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Saturday, March 23, 2019

WASHINGTON — The rapid evolution of attitudes toward gay marriage is a wonder to behold. On few issues has public opinion moved as quickly or decisively. Many who are against the formal recognition of homosexual unions are now resigned to the reality they will eventually become commonplace.

The main drivers of this transformation are obvious. Most Americans now know that people they care about are gay or lesbian, and empathy can do wonderful things. Partly because of this, younger Americans overwhelmingly favor same-sex marriage. They will dominate the electorates of the future.

But another factor deserves more notice: Steadily increasing numbers of Americans have come to believe that gays and lesbians are not social revolutionaries looking to alter the nature of marriage. Rather, they are seen as simply wanting to be part of an institution that is already open to their straight fellow citizens. This shift in perspective has been essential in normalizing the idea of gay unions.

That finding comes our way courtesy of a series of surveys that have been conducted by Third Way, a policy organization close to moderate Democrats, and the Human Rights Campaign, one of the country’s leading gay rights groups. Overall, their latest poll found that 53 percent of Americans now favor “allowing gay and lesbian couples to marry legally,” while 40 percent are opposed.

The two organizations have been tracking this question: “Do you think gay couples who want to get married are trying to change the institution of marriage or join it?” In 2009, Americans were closely divided on this: 50 percent said gay couples wanted to join marriage, while 41 percent said these couples wanted to change it.

In the latest survey that the groups will release this week as part of their aptly named “Commitment Campaign,” 58 percent said gays and lesbians wanted to join marriage and only 27 percent said they were looking to change it. This suggests that an increasing number of Americans reject the culture-war frame when it comes to gay marriage, and that fewer and fewer see it as threatening their own values.

The survey was also striking in showing that Americans make careful distinctions around the religious freedom questions raised by granting gays and lesbians access to marriage.

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10 responses to “Can Gays Help Save Marriage?”

  1. Dominick Vila says:

    One of the greatest ironies is that at a time when more and more people choose to cohabitate, the willingness of the gay community to marry may very well save the institution of marriage, religious precepts notwithstanding.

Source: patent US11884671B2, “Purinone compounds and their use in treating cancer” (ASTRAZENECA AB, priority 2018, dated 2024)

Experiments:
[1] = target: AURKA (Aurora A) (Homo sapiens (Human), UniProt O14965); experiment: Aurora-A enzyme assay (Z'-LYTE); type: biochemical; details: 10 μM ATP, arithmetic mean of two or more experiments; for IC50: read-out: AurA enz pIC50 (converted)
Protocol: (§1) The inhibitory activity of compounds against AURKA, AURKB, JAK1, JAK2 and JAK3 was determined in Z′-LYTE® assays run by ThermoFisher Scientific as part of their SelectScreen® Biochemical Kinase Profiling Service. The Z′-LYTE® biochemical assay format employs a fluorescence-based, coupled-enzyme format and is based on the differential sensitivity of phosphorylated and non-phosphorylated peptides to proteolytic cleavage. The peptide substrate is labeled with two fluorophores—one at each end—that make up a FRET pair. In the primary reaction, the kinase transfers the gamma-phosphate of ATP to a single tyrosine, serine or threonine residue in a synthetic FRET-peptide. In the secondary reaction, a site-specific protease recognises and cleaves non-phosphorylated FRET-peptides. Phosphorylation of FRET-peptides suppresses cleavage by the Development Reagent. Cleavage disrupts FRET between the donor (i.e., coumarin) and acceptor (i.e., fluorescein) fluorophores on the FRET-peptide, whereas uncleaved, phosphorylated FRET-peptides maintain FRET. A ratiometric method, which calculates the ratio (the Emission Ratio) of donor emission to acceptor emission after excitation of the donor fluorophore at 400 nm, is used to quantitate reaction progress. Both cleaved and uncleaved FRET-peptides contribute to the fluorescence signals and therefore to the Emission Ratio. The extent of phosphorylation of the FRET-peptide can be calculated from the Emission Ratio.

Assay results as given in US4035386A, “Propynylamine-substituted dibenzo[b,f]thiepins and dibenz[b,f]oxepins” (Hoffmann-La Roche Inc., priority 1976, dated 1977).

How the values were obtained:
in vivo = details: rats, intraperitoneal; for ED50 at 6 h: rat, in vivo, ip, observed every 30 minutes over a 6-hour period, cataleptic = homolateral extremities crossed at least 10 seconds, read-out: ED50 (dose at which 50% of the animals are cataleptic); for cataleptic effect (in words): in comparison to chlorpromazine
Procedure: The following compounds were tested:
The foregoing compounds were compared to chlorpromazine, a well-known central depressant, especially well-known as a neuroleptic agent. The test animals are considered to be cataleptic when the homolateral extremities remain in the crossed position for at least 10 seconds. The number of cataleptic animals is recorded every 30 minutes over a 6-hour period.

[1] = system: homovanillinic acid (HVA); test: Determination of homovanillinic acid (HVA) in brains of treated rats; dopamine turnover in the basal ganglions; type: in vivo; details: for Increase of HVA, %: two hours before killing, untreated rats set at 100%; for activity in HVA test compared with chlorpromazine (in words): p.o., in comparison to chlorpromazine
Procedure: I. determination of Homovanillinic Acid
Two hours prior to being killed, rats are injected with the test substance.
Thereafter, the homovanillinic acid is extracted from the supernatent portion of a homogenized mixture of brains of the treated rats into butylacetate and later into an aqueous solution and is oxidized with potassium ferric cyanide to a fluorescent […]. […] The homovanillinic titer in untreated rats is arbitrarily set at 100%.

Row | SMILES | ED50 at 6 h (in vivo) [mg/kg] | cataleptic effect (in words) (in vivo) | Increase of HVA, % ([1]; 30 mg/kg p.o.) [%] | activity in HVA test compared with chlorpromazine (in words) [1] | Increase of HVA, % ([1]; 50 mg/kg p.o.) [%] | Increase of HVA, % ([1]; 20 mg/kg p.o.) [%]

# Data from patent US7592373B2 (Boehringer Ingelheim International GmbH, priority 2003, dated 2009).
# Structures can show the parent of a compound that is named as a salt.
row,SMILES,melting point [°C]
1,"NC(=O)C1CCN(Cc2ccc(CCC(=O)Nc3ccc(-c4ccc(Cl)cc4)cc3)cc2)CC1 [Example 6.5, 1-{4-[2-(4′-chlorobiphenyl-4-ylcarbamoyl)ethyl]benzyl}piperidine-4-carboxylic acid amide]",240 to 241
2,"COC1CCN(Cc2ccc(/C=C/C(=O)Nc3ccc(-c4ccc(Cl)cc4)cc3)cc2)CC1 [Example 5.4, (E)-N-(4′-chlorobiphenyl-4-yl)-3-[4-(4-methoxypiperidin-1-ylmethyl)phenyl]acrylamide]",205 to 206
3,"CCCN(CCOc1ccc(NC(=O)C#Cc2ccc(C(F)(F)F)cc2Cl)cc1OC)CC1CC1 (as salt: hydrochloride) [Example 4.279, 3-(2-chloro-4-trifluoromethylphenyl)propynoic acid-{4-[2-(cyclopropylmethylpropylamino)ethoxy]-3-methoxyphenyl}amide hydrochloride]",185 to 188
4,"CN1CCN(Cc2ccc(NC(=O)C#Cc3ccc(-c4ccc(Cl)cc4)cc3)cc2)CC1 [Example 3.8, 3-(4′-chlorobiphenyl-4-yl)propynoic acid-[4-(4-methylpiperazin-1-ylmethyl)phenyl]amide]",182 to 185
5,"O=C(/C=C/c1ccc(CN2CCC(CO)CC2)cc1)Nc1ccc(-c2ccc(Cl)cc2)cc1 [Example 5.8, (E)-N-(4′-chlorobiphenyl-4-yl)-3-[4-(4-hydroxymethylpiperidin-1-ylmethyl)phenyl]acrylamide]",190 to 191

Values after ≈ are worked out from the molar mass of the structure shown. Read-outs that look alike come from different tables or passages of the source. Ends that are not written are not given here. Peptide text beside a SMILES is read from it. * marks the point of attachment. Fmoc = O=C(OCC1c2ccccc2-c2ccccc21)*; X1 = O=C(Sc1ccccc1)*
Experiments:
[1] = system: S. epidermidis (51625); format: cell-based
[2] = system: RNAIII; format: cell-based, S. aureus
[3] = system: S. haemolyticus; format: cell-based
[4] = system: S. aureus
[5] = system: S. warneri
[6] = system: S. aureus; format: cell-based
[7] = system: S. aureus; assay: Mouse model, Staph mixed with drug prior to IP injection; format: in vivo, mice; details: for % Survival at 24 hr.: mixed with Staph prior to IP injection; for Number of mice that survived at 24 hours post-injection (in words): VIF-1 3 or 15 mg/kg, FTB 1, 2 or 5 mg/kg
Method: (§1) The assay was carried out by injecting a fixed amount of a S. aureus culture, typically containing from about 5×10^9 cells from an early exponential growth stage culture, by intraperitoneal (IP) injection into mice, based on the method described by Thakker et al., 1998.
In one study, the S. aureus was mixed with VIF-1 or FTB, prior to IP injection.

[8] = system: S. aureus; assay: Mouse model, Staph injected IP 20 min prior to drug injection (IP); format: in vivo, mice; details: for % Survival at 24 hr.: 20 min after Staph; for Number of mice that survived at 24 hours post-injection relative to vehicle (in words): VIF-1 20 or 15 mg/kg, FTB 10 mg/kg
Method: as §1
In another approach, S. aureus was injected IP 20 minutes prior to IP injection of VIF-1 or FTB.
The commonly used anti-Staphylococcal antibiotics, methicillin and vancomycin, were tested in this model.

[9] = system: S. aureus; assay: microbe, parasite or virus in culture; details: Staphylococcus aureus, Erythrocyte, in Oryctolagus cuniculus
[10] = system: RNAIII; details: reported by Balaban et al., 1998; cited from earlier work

• CPAinNewYork says:

      Marriage without children? Doesn’t seem to make much sense in a historical perspective and I don’t think that it will “…save the institution of marriage.”

      • Dominick Vila says:

        Marriage involves more than procreation. In any case, there are plenty of children available for adoption who would benefit from caring parents regardless of whether they are heterosexual or gay.

  2. dalnb says:

    What should a person think from conclusions drawn from the advocates of gay/lesbians? Its like asking the fox if he should be allowed to sleep with the chickens.
    This is about as reliable research and article as claiming the sun belongs to a billioinair Realator who is only sharing it with the rest of us; what a farce!

    • jointerjohn says:

      Neither your simile nor your analogy make sense. The only thing you made clear is that you have no use for advocates of gays/lesbians. Now go play and let the grown-ups talk.

      • dalnb says:

        SORRY if I offended you; however, your reply does not sound like one from an adult so I am not sure you would understand an adult conversation!

        • jointerjohn says:

          No offense taken. Interesting, since my reply was dismissive but displayed nothing to indicate I was offended. Is English your first language?

  3. elw says:

    It is crazy to think that same sex marriage will somehow rescue “the institution of marriage. The truth is that marriage is not an institution and it changes as we do; It always has. We get divorced today because it is accepted by society at large and what people want. The LGBT Community is not going to change that, nor should anyone expect them to. In fact they will most likely get divorces themselves. It doesn’t have to be that complicated, we do not need a reason to give them the same rights as the rest of us have; it is simply the right thing to do and clearly the choice of the majority of our voters.

  4. Lovefacts says:

    While many people believe marriage is a covenant between the couple and God, it’s really a contract. In fact, it’s straight contract law. That’s why marriages are registered with the state and, for a divorce, a court must dissolve this marriage contract–be one married in a church or before a JP or a court clerk.

  5. howa4x says:

    Wow what will the republicans have left to run on?

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